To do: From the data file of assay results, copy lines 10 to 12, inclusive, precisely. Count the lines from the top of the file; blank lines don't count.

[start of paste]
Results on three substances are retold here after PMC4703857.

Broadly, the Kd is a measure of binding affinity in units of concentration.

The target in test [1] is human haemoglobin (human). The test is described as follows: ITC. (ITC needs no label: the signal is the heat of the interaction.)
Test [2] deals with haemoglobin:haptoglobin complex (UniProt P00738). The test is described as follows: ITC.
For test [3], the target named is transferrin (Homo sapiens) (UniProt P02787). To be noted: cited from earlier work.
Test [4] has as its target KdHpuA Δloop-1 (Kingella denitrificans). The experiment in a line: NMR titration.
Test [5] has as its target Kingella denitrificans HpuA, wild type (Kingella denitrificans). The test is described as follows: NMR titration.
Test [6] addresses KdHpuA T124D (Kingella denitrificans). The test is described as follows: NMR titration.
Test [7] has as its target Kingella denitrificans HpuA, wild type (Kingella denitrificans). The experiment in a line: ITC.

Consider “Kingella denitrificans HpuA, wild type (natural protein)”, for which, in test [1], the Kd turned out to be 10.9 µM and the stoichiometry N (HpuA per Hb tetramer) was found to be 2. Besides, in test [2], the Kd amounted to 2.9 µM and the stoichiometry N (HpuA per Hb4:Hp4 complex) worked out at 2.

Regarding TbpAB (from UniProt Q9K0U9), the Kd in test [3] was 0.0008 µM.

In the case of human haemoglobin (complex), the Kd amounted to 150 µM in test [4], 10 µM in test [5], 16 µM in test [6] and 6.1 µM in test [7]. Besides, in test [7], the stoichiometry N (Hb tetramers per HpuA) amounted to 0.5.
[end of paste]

Consider “Kingella denitrificans HpuA, wild type (natural protein)”, for which, in test [1], the Kd turned out to be 10.9 µM and the stoichiometry N (HpuA per Hb tetramer) was found to be 2. Besides, in test [2], the Kd amounted to 2.9 µM and the stoichiometry N (HpuA per Hb4:Hp4 complex) worked out at 2.

Regarding TbpAB (from UniProt Q9K0U9), the Kd in test [3] was 0.0008 µM.

In the case of human haemoglobin (complex), the Kd amounted to 150 µM in test [4], 10 µM in test [5], 16 µM in test [6] and 6.1 µM in test [7]. Besides, in test [7], the stoichiometry N (Hb tetramers per HpuA) amounted to 0.5.